Veterans

July 27, 2016
 

Talking spiritual about moral injury

Claudie Benjamin VA
NY Harbor Healthcare System

Chaplain John Schultz.

“Hi. I’m Chaplain John. Would you like to talk?” Most patients say “Sure,” says Chaplain-Resident Schultz describing the practice to meet with patients shortly after they are admitted to VA’s St. Albans, N.Y., campus, a residential facility.

While Schultz is Catholic, Harbor’s Chaplaincy Clinical Education Program is interdenominational, including full-time, residents, mental health chaplain fellows and intern chaplains — chaplains meet with patients of all faiths unless a patient specifically asks to talk with someone of a specific faith.

VA chaplains, he says, are part of an interdisciplinary team that may include a psychiatrist, psychologist, social workers, nurses, physicians, physical therapist, dietitian and others, who meet regularly to coordinate patients’ care. Like other clinicians on the team, chaplains co-contribute to patient outcomes.

Chaplains explore a patient’s spiritual well-being and provide spiritual comfort and care in the moment and as part of a longer term care plan with other clinicians. The unique role of the chaplain is to assist patients with connecting their spiritual resources with their spiritual/religious needs. One area a veteran may be struggling with is moral injury.

Moral injury can come about when a veteran experiences “perpetrating, failing to prevent, bearing witness to, or learning about acts that transgress deeply held moral beliefs.”

For instance, a soldier may have killed an enemy combatant in battle. “I’ve never told anyone this.”

“I’ve never told anyone this.”

The way Schultz describes “moral” is a matter of ought.

A chaplain may be able to help a veteran address the thoughts they may be asking themselves about what they did in combat that may conflict with what they now think they ought to have done.

These experiences, Schultz says are often kept inside and compartmentalized.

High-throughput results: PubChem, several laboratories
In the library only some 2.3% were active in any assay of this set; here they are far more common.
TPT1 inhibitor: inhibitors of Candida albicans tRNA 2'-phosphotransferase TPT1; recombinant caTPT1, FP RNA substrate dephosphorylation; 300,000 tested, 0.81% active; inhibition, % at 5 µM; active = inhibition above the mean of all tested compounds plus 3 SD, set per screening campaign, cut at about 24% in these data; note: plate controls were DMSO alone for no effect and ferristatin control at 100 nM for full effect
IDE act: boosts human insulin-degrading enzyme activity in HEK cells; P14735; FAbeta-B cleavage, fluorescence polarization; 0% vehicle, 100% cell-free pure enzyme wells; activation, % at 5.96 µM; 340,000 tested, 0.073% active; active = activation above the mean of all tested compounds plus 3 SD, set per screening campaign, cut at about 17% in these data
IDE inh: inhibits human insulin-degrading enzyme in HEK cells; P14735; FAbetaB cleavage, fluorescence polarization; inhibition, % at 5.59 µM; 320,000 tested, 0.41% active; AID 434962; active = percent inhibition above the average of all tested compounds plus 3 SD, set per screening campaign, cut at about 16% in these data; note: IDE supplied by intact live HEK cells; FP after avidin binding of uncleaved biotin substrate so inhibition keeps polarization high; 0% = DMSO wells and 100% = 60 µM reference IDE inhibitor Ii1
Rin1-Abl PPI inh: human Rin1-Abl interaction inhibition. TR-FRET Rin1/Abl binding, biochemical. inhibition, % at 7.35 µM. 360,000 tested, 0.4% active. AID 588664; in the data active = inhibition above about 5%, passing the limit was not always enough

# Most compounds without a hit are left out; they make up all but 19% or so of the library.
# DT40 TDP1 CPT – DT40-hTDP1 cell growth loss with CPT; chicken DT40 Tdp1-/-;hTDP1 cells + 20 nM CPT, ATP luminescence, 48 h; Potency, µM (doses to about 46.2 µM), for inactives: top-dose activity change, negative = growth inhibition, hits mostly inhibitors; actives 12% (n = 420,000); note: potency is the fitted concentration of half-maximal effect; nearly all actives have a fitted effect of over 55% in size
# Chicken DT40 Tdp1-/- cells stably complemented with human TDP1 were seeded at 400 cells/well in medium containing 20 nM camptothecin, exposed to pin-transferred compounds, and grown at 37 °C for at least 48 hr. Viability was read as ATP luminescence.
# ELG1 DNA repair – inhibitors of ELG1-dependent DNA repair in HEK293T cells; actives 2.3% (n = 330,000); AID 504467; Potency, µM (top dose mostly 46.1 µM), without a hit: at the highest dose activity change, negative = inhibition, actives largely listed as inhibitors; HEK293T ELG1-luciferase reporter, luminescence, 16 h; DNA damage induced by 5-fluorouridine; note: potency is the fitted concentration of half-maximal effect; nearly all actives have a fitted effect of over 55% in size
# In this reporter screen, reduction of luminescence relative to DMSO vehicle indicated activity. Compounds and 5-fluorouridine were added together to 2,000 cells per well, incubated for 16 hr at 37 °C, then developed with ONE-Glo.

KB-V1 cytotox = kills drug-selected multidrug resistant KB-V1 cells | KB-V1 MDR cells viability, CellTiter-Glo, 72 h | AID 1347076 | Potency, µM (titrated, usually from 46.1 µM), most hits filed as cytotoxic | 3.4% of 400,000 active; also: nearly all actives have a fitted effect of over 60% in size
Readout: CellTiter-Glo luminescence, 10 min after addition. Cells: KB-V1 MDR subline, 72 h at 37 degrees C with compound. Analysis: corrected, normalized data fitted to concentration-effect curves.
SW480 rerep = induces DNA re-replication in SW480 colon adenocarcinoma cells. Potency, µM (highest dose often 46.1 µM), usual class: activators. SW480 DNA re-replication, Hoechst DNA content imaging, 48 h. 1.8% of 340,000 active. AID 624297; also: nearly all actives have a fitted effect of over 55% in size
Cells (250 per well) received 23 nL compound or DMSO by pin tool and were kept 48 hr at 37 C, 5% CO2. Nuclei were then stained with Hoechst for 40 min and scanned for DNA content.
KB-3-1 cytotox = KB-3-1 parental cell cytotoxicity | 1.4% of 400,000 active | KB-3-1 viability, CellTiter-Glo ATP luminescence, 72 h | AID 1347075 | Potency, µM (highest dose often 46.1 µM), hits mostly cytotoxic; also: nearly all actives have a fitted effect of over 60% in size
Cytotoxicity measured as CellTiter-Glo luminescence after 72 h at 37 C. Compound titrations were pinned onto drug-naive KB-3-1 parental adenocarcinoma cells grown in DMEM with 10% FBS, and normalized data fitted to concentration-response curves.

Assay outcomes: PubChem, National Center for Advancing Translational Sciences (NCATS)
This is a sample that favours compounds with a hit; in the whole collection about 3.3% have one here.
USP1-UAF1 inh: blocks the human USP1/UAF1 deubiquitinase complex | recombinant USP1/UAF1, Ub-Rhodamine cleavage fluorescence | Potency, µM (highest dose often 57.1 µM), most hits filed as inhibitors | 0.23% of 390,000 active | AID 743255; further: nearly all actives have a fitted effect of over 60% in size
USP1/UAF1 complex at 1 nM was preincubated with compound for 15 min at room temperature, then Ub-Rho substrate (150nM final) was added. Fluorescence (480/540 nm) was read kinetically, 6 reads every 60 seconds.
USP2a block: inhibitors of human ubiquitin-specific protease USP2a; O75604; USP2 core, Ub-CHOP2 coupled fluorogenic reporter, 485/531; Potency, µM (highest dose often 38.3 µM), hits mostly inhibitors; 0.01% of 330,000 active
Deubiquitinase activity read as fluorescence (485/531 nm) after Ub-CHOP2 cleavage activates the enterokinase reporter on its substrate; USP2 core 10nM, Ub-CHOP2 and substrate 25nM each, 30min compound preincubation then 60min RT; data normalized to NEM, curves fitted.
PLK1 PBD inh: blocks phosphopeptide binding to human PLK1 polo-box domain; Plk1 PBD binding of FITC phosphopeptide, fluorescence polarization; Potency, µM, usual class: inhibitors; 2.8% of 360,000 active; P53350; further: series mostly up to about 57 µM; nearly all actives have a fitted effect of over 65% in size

Army veteran Marianela Lantigua, who served as a truck driver in Iraq, talks with Chaplain John Schultz.

“‘I’ve never told anyone this’ are words chaplains and other clinicians may hear. Because these thoughts remain pushed away and avoided,” says Schultz. “Veterans keep replaying past incidents and may have nightmares or sleepless nights, and can experience many other destructive symptoms including withdrawal, addiction issues, self-sabatoging, self-harming and self-condemnation. These patients can view drugs and alcohol as the only escape. Over time, though, these attempts at coping break down.

“Memories that are discarded, shamed, somehow they may come back in different ways, disguised, perhaps seeking another outlet.,” says Schultz, referring to a quote from Elie Weisel, Holocaust Survivor and teacher of tolerance and Nobel Laureate, who recently passed.

Schultz also talks about the need for all humans to speak about and process their feelings.

He notes a comparable in the Book of Lamentations in the Bible which details individual laments of despair that often end in renewed faith and hope after expression. Both chaplains and psychologists are convinced that bringing the issues into the open and processing and reflecting on them with guidance from supportive clinicians in a thoughtful plan of care is the best way to treat moral injury.

Many veterans are seeking forgiveness

Chaplains first approach veterans by engaging in conversation and at times asking them to complete a brief spiritual self-assessment that asks straightforward questions about levels of guilt, shame, anger, anxiety and general spiritual well-being.

Spirituality refers to a quest for meaning and purpose and connection.

While for many God is part of that context, spirituality applies to believers and atheists alike.

With moral injury where the veteran blames himself /herself, shame and guilt can be overwhelming.

“Many veterans are seeking forgiveness. From whom? From a moral authority. For each person this moral authority can be different. For some it is God, for some it is peers and family — ultimately each can struggle with forgiving themselves. “A chaplain can model this forgiveness for a patient, perhaps helping them experience God’s forgiveness. Most important is connection — the veteran is not alone. I may tell a veteran, ‘I forgive you. I am as guilty as you. I am a citizen of this nation which sent you into combat. We are all complicit.’”

The path from moral injury to moral repair is long and requires courage. For these veterans the return home from the battlefield is only the first step. More work is needed for recovery but in that work there are others who care, there is hope and there is recovery and renewal.




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